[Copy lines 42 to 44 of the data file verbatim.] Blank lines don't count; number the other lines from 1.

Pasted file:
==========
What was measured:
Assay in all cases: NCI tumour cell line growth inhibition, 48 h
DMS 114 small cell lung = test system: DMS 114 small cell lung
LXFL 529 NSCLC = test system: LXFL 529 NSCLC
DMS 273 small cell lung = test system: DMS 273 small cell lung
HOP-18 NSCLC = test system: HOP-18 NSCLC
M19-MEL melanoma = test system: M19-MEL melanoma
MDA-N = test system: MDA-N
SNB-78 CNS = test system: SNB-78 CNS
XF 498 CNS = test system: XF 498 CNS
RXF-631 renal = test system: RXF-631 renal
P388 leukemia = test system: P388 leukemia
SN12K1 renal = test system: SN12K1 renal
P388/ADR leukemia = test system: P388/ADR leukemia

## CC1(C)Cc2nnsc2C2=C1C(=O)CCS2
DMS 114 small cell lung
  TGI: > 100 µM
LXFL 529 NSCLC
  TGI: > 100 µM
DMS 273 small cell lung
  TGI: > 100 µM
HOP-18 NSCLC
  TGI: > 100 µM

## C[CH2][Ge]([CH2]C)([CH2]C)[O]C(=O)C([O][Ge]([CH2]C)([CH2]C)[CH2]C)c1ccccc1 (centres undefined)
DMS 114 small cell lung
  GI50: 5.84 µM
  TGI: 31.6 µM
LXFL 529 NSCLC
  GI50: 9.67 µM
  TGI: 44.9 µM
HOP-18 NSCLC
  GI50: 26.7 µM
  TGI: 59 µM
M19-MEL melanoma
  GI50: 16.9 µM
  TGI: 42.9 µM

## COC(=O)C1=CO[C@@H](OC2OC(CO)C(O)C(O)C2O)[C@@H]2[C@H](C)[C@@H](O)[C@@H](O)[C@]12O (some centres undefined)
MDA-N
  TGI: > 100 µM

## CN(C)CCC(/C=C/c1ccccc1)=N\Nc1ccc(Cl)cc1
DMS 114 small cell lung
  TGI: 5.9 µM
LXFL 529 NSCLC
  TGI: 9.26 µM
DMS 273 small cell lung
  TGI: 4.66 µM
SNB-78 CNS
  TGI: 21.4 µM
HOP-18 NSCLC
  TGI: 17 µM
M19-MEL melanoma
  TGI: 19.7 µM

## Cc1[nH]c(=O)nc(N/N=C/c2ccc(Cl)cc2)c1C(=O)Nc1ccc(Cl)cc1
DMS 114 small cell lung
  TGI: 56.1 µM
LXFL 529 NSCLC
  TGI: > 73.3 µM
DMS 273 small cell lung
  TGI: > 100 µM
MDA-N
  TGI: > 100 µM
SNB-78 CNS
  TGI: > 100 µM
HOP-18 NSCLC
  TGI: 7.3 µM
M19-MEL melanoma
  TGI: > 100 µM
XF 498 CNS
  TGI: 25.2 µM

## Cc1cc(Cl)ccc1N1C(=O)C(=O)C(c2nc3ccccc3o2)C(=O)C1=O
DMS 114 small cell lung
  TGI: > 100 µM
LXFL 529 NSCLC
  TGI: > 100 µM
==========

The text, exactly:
  TGI: 5.9 µM
LXFL 529 NSCLC
  TGI: 9.26 µM